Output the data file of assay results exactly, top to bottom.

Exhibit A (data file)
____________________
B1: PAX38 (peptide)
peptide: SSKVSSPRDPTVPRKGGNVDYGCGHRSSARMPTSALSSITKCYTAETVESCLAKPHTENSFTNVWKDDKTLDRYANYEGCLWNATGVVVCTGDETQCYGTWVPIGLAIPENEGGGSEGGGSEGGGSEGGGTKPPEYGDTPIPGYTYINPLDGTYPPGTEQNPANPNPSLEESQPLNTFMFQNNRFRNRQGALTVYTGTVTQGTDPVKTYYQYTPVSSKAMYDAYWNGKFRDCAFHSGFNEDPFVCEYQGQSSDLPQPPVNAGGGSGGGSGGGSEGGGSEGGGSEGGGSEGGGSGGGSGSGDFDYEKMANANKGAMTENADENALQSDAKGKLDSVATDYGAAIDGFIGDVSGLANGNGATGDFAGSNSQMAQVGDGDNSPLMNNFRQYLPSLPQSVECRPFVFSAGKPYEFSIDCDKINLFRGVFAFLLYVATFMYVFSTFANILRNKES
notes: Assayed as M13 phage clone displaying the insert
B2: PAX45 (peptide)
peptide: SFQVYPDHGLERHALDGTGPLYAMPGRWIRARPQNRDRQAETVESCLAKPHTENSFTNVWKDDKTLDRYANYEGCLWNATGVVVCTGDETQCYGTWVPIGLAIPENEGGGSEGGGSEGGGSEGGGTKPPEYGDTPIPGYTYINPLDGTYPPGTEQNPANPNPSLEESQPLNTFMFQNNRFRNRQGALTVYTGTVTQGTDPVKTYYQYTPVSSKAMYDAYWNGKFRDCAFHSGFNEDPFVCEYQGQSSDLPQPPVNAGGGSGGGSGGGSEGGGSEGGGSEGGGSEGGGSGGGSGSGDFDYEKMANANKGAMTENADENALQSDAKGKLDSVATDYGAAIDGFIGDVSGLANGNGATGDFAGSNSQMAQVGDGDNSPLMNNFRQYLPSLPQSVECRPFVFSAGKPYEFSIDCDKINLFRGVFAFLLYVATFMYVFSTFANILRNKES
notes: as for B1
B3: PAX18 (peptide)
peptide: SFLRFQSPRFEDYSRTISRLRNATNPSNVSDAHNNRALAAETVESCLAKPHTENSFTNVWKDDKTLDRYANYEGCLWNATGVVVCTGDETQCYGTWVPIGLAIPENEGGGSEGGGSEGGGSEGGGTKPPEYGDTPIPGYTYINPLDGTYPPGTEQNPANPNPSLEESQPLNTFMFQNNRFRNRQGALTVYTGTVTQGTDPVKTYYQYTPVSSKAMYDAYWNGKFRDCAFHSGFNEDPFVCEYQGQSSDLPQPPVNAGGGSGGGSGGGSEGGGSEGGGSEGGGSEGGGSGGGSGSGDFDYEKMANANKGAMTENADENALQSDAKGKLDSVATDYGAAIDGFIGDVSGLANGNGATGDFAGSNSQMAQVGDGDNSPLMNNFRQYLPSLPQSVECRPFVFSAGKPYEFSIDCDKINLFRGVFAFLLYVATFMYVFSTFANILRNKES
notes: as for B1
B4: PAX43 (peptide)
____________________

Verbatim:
B1: PAX38 (peptide)
peptide: SSKVSSPRDPTVPRKGGNVDYGCGHRSSARMPTSALSSITKCYTAETVESCLAKPHTENSFTNVWKDDKTLDRYANYEGCLWNATGVVVCTGDETQCYGTWVPIGLAIPENEGGGSEGGGSEGGGSEGGGTKPPEYGDTPIPGYTYINPLDGTYPPGTEQNPANPNPSLEESQPLNTFMFQNNRFRNRQGALTVYTGTVTQGTDPVKTYYQYTPVSSKAMYDAYWNGKFRDCAFHSGFNEDPFVCEYQGQSSDLPQPPVNAGGGSGGGSGGGSEGGGSEGGGSEGGGSEGGGSGGGSGSGDFDYEKMANANKGAMTENADENALQSDAKGKLDSVATDYGAAIDGFIGDVSGLANGNGATGDFAGSNSQMAQVGDGDNSPLMNNFRQYLPSLPQSVECRPFVFSAGKPYEFSIDCDKINLFRGVFAFLLYVATFMYVFSTFANILRNKES
notes: Assayed as M13 phage clone displaying the insert
B2: PAX45 (peptide)
peptide: SFQVYPDHGLERHALDGTGPLYAMPGRWIRARPQNRDRQAETVESCLAKPHTENSFTNVWKDDKTLDRYANYEGCLWNATGVVVCTGDETQCYGTWVPIGLAIPENEGGGSEGGGSEGGGSEGGGTKPPEYGDTPIPGYTYINPLDGTYPPGTEQNPANPNPSLEESQPLNTFMFQNNRFRNRQGALTVYTGTVTQGTDPVKTYYQYTPVSSKAMYDAYWNGKFRDCAFHSGFNEDPFVCEYQGQSSDLPQPPVNAGGGSGGGSGGGSEGGGSEGGGSEGGGSEGGGSGGGSGSGDFDYEKMANANKGAMTENADENALQSDAKGKLDSVATDYGAAIDGFIGDVSGLANGNGATGDFAGSNSQMAQVGDGDNSPLMNNFRQYLPSLPQSVECRPFVFSAGKPYEFSIDCDKINLFRGVFAFLLYVATFMYVFSTFANILRNKES
notes: as for B1
B3: PAX18 (peptide)
peptide: SFLRFQSPRFEDYSRTISRLRNATNPSNVSDAHNNRALAAETVESCLAKPHTENSFTNVWKDDKTLDRYANYEGCLWNATGVVVCTGDETQCYGTWVPIGLAIPENEGGGSEGGGSEGGGSEGGGTKPPEYGDTPIPGYTYINPLDGTYPPGTEQNPANPNPSLEESQPLNTFMFQNNRFRNRQGALTVYTGTVTQGTDPVKTYYQYTPVSSKAMYDAYWNGKFRDCAFHSGFNEDPFVCEYQGQSSDLPQPPVNAGGGSGGGSGGGSEGGGSEGGGSEGGGSEGGGSGGGSGSGDFDYEKMANANKGAMTENADENALQSDAKGKLDSVATDYGAAIDGFIGDVSGLANGNGATGDFAGSNSQMAQVGDGDNSPLMNNFRQYLPSLPQSVECRPFVFSAGKPYEFSIDCDKINLFRGVFAFLLYVATFMYVFSTFANILRNKES
notes: as for B1
B4: PAX43 (peptide)